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Postmark San Francisco 1868 - Forgery To The Detriment Of Collectors?

 
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Author Previous TopicReplies: 9 / Views: 877Next Topic  
Valued Member
Germany
65 Posts
Posted 07/19/2021   2:12 pm  Show Profile Bookmark this topic Add grisuhh62 to your friends list Get a Link to this Message
Hello,
it concerns this cover:






In the book from Frajola (Westward Expansion) is the time to travel via steamship from SF to NY 22/23 days. The postmark SF dated July 18. - the postmark NY datad August 4. That are only 17 days!!!
I looked at the Library of Congress and found the last incoming ship from Aspinwall (Panama Route) on the 29th of July.




The next sailing ship to the UK sails 31. of July.




Why was the letter to France not on board??? The contract was closed mail to the UK (Liverpool, Queenstown or Southampton) - from Dover to Calais where it was opened. These postmarks (inclusive the NY postmark) fits for a ship leaving NY on August 4. (HAPAG "ALlemania" - arrived Southampton August 15. - postmark Calais 17.)

I found a ship leaving SF July 18.? (or 20.) - arrived Panama August 03.

So the dates from SF and NY and the Newspapers notifications do not fit!!!

is anything known about San Francisco stamps from 1868 that are in collectors hands?

I have no other explanation. Have someone here an idea??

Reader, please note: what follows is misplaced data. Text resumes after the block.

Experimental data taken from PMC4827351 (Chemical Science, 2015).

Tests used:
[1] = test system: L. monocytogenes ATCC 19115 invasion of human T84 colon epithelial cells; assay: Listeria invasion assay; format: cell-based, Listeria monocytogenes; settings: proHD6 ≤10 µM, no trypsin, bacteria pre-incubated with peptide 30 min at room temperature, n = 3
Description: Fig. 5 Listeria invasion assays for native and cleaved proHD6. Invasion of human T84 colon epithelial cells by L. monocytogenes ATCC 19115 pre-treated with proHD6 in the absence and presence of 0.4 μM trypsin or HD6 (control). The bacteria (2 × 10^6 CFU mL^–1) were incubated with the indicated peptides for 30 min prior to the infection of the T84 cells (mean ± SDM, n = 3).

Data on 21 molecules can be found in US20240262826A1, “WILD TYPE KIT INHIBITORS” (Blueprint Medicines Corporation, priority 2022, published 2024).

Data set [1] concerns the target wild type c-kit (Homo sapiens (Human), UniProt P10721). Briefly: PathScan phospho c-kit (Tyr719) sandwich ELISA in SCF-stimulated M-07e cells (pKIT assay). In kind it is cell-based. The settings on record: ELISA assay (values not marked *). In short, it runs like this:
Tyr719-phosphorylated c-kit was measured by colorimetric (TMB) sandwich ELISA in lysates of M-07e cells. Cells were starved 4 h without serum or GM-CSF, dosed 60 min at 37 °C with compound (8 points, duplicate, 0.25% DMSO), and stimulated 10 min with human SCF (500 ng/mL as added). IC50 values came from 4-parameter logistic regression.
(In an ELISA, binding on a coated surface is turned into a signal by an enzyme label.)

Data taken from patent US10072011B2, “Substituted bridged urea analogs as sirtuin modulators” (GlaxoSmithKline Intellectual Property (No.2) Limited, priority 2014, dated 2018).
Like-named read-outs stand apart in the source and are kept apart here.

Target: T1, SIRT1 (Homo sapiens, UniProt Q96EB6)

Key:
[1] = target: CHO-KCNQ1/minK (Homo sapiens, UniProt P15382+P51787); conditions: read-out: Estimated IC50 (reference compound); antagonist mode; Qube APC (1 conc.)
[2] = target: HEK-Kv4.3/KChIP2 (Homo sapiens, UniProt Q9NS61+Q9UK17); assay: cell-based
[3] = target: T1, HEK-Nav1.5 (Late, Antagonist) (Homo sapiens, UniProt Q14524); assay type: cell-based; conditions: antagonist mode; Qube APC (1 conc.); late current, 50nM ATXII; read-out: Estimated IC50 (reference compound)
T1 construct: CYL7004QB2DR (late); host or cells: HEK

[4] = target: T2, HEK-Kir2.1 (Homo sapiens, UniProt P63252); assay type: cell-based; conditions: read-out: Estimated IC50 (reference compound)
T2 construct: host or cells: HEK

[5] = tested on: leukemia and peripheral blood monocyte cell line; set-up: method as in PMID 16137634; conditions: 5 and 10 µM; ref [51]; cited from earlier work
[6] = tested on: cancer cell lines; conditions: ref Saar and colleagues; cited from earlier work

Best wishes

Juergen
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Pillar Of The Community
United States
3019 Posts
Posted 07/19/2021   4:48 pm  Show Profile Bookmark this reply Add hy-brasil to your friends list  Get a Link to this Reply
It went overland by rail and wagon since the transcontinental railroad was already in progress:
https://uspsblog.com/transcontinent...ad-and-mail/

Quote:
The Post Office Department contracted with Wells, Fargo & Co. "for the transportation of the United States mails between the western terminus of the Union Pacific railroad and the eastern terminus of the Central Pacific until the two railroads should meet."



Quote:
Before the completion of the transcontinental railroad, mail averaged between 16 and 20 days to travel from the Missouri River to California. In October 1869, the average time from San Francisco to Washington, DC, was 7 days, 7 hours, and 11 minutes. The quickest trip that month, from San Francisco to Washington, DC, took just 6 days, 15 hours.


Place of origin is usually written at the top or bottom of a letter from this time. Is it San Francisco?
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Edited by hy-brasil - 07/19/2021 4:48 pm
Valued Member
United States
224 Posts
Posted 07/20/2021   06:57 am  Show Profile Bookmark this reply Add Richard Frajola to your friends list  Get a Link to this Reply
The book goes only to 1861. On July 1, 1861 a daily overland mail became the default way to send letter mail east. By mid 1868 there was a significant distance of the overland trip that could be accomplished by train and that gap between rail heads finally closed in May 1869. There were some interesting stoppages on the overland route caused by Indian troubles but minor disruptions only.

Your cover is genuine use by rail and stage. wells Fargo had the contract for the stage coach portion between railheads.